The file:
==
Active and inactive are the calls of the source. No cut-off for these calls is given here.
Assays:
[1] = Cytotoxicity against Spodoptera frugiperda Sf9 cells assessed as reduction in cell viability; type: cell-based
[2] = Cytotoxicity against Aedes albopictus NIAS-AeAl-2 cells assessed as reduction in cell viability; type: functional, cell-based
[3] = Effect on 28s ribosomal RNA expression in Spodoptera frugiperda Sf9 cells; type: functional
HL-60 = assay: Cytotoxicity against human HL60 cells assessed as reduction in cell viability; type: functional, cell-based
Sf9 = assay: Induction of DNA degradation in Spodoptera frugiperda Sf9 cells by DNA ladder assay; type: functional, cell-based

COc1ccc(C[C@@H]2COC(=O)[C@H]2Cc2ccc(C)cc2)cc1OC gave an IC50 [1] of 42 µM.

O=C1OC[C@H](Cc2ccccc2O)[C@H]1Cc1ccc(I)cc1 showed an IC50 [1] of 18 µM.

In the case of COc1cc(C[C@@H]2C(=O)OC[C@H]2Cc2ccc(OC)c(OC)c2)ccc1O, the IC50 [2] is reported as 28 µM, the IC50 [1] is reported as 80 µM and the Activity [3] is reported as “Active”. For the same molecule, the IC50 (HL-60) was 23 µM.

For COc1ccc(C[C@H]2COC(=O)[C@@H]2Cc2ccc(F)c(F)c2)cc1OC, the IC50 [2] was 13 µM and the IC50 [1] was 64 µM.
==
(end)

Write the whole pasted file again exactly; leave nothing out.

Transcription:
Active and inactive are the calls of the source. No cut-off for these calls is given here.
Assays:
[1] = Cytotoxicity against Spodoptera frugiperda Sf9 cells assessed as reduction in cell viability; type: cell-based
[2] = Cytotoxicity against Aedes albopictus NIAS-AeAl-2 cells assessed as reduction in cell viability; type: functional, cell-based
[3] = Effect on 28s ribosomal RNA expression in Spodoptera frugiperda Sf9 cells; type: functional
HL-60 = assay: Cytotoxicity against human HL60 cells assessed as reduction in cell viability; type: functional, cell-based
Sf9 = assay: Induction of DNA degradation in Spodoptera frugiperda Sf9 cells by DNA ladder assay; type: functional, cell-based

COc1ccc(C[C@@H]2COC(=O)[C@H]2Cc2ccc(C)cc2)cc1OC gave an IC50 [1] of 42 µM.

O=C1OC[C@H](Cc2ccccc2O)[C@H]1Cc1ccc(I)cc1 showed an IC50 [1] of 18 µM.

In the case of COc1cc(C[C@@H]2C(=O)OC[C@H]2Cc2ccc(OC)c(OC)c2)ccc1O, the IC50 [2] is reported as 28 µM, the IC50 [1] is reported as 80 µM and the Activity [3] is reported as “Active”. For the same molecule, the IC50 (HL-60) was 23 µM.

For COc1ccc(C[C@H]2COC(=O)[C@@H]2Cc2ccc(F)c(F)c2)cc1OC, the IC50 [2] was 13 µM and the IC50 [1] was 64 µM.